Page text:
Although a manufacturer tests the equipment prior to shipping, cards may partially dislodge during shipping and handling and result in subsequent malfunction. The loss of electrical contact that results from partially dislodged cards is often difficult to diagnose because only some of the electrical contacts between the printed circuit card and the main circuit board are lost. Thus, connection between the circuit card and the main circuit board is not completely lost but only impaired, which can be difficult to diagnose. This often leads to calls from dissatisfied customers requesting manufacturer assistance in debugging equipment failures. This extended involvement with the customer increases manufacturer costs and decreases customer confidence in the underlying equipment.
Several patents have issued in an attempt to cope with some of these problems. For example, U.S. Pat. No. 5,603,628, issued to Schapiro, Jr. on Feb. 18, 1997, relates to a retainer for printed circuit cards that combines a set of anchors located on both sides of a connector and an adjustable tie device, (i.e., tie-wrap), that extends around both sides of the card and engages the connector to secure the card to the connector. The adjustable tie device allows the retainer to be used with cards of different height. However, because the tie device extends over both sides of the printed circuit card, it invariably rests on the various printed circuit card components that are necessary for the proper functioning of the card. As a result, repeated connection and disconnection of the tie device may damage the card.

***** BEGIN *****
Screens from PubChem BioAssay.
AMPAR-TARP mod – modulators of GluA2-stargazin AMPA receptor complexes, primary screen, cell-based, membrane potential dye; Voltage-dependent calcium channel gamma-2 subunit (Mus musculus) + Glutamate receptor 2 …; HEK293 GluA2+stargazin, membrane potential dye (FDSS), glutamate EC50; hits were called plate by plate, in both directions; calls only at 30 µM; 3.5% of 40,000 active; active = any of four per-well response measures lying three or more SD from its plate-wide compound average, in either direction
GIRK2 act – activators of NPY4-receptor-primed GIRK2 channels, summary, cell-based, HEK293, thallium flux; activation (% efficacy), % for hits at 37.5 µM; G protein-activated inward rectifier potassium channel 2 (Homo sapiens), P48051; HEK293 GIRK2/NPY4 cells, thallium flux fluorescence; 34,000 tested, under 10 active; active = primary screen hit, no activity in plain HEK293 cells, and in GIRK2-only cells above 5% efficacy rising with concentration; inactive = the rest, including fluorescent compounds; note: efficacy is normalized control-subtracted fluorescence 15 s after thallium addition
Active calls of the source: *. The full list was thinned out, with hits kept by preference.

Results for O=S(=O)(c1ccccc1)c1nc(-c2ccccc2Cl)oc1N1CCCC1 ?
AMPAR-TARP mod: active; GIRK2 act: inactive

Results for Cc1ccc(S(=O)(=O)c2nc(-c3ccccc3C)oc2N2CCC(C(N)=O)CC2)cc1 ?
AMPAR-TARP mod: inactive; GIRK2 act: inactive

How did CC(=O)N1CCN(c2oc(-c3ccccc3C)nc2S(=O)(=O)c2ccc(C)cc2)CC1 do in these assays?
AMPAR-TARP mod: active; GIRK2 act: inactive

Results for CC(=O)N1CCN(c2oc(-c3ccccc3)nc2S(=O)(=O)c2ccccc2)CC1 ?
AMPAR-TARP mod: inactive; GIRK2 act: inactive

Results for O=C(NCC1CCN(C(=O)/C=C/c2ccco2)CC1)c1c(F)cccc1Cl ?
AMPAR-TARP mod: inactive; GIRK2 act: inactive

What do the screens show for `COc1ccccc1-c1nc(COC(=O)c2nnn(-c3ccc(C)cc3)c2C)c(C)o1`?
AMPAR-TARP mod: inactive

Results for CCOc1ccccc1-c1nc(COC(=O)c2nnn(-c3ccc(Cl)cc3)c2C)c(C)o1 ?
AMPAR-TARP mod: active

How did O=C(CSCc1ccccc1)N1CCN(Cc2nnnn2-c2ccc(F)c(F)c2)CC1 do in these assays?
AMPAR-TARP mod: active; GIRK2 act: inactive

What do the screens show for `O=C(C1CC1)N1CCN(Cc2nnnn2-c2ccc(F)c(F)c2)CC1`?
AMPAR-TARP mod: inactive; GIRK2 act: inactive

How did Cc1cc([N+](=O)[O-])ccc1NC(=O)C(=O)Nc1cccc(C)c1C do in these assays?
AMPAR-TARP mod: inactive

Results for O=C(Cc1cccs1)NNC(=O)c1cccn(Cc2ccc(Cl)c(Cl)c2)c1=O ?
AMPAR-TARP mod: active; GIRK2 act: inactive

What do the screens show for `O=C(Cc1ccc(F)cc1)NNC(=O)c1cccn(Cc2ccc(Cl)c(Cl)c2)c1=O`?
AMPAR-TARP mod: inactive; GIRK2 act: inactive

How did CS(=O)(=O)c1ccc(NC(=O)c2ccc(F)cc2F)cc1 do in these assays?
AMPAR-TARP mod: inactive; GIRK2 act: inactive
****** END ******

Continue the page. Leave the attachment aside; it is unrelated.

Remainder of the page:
Another example, U.S. Pat. No. 5,650,917, issued to Hsu on Jul. 22, 1997, relates to a Central Processing Unit (CPU) mounting structure that includes a U-shaped mounting frame mounted on an electrical connector that receives a CPU card. The CPU card is held in the U-shaped mounting frame by two holding down devices, i.e., screws. The mounting structure, which is intended for use with CPUs, makes unusable a sizeable amount of space on the circuit board as the U-shaped structure extends on three sides of the board. The U-shaped structure also does not allow interface access to the printed circuit card on the sides.
Yet another example, U.S. Pat. No. 4,826,447, issued to Forker et al. on May 2, 1989, relates to a retainer for locking a printed circuit board with an edge connector that is directly soldered to the conductive paths on a second circuit board. The circuit board is permanently connected to the connector and is removable only after disengaging the retainer and desoldering the electrical connections to the second circuit board. The retainer, which does not allow interface access to the printed circuit card on the sides, requires a large surface area of potentially usable circuit board space.